Mahabharat Episode 71: What Happened to Draupadi and the Pandavas After the Kurukshetra War?
They did well, but there is a difference between doing well and doing things under divine influence. If life is filled with grace, even a simple hermit will look glorious. Glory will not come because of heaps of gold, diamonds, or silks. Glory comes because of the way you bear yourself. And that bearing will come only when the Divine stands by you.
They became successful, they conquered, they conducted an Ashvamedha Yagna, and they dominated the whole region. Largely, Yudhishthira was the only one who remembered Krishna’s every word and tried to live it to whatever extent he could, with the responsibilities he carried. All others slowly became kings, enjoyed being around the king, and being the king’s brothers. They were not too arrogant; they did not exploit anyone – they just lived well.
As they started getting old, they said, “Parikshit has grown into a fine young man. It is time we coronate him and try to sort out our own lives.” Mind you, they lived with Krishna; they lived with the presence of the Divine, but they still had to sort it out themselves. Parikshit was Abhimanyu’s son and Arjuna’s grandson. They coronated him as the emperor of the Kuru dynasty, and the Pandavas and Draupadi decided to go to vanaprastha. When they walked out of Hastinapur, people gathered in huge numbers. They had been around for so long. Many people of the older generation had seen them going through all kinds of trials and tribulations and coming out successfully. After ruling for thirty-six years, their departure was a major event in the empire.
Yudhishthira said, “Let’s climb Mount Sumeru.”
They started their walk and proceeded steadily for weeks on end. As the slopes got steeper, one day, Draupadi slipped and fell.
Distraught, the four brothers screamed, “Draupadi fell!”
But Yudhishthira did not even turn back – he just kept going. When they caught up with him, Bhima asked, “Draupadi has suffered so much in her life. She stood by us through thick and thin. Why should she fall? What did she do wrong?”
Yudhishthira said, “She committed herself to loving all five of her husbands equally, but she could never manage that. She always loved Arjuna and longed to be with him as a wife. She only fulfilled her duty with us. Her love was only for Arjuna. And when she came to know that Karna was also Kunti’s son, she wondered why she couldn’t have him too. For these two things, she has fallen.”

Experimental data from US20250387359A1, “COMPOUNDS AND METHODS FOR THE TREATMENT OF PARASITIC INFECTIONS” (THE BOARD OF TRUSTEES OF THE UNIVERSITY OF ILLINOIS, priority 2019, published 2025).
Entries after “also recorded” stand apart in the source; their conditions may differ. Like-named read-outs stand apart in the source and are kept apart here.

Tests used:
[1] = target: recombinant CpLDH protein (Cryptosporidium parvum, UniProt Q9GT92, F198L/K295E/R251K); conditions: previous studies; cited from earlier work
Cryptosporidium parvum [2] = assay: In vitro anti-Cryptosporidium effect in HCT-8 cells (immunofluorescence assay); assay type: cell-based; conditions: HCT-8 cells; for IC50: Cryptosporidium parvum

And they continued to walk. Then Nakula fell.
The others asked, “Why did he fall?”
Yudhishthira said, “Nakula was supposed to be the most handsome man. He was too proud of his appearance. His vanity made him fall.”
They continued further. Then Sahadeva fell. They asked, “Why? This man barely uttered a word.”
Yudhishthira said, “He barely uttered a word, not out of his humility, but because he was smug.”
Then Bhima fell. Arjuna asked, “Why Bhima? He was such a lovable, pure human being.”
Yudhishthira said, “In his gluttony, he ate not like a man but like a pig. And he enjoyed other people’s suffering.”
If you enjoy other people’s suffering, whoever they may be, you are hammering nails into your own coffin. Sometimes, it may so happen that your actions will cause suffering to someone, but you should never ever enjoy it. If you think you can enjoy someone else’s suffering and bring wellbeing to yourself, you are in a fool’s paradise, and that was Bhima’s state.
Yudhishthira said, “He believed that he has to enjoy other people’s suffering, otherwise he is not fully successful. For that, he fell.”
Then Arjuna fell, and there was no one left to ask a question.
Yudhishthira mumbled, “It was his vanity of being the best archer in the world, though he was not. He was a great archer, but not the best. To become the best, he would cut someone else’s thumb off; he would do whatever was needed. And still, he always worried: ‘Suppose, tomorrow morning a strapping youth comes and shoots better than me, then what do I do?’ He constantly lived with this insecurity. For that, he fell.”
Yudhishthira walked on alone. Then Indra sent his vehicle to pick him up. They say that if you arrive absolutely virtuous, you can go to Devaloka with your physical body. That means you can enjoy it. If you go to Devaloka without your physical body and you are trying to eat good food, it will fall down. So, Yudhishthira was going to get picked up with his physical body.
The vehicle arrived and the hospitality escorts from Devaloka said, “Come in! We have come to pick you up. But what is this dog?”
Yudhishthira turned back and saw a dog behind him. He recognized it as the same dog that had been running around them when they had walked the streets of Hastinapur.
He said, “This dog has come with me all the way from Hastinapur. Everyone else fell, but he has made it this far, so he probably deserves it. Let him come with me.”
But they told him, “No dogs in Devaloka!”
To be continued…
The articles of this series are based on talks by Sadhguru during the Mahabharat program at the Isha Yoga Center, Coimbatore, in February 2012. Guided by Sadhguru, participants went on a mystical exploration into the wisdom of this immortal saga, through music, dance, and spiritual processes.
 Traditionally, a stage in life where one withdraws from worldly life to focus on one’s spiritual wellbeing.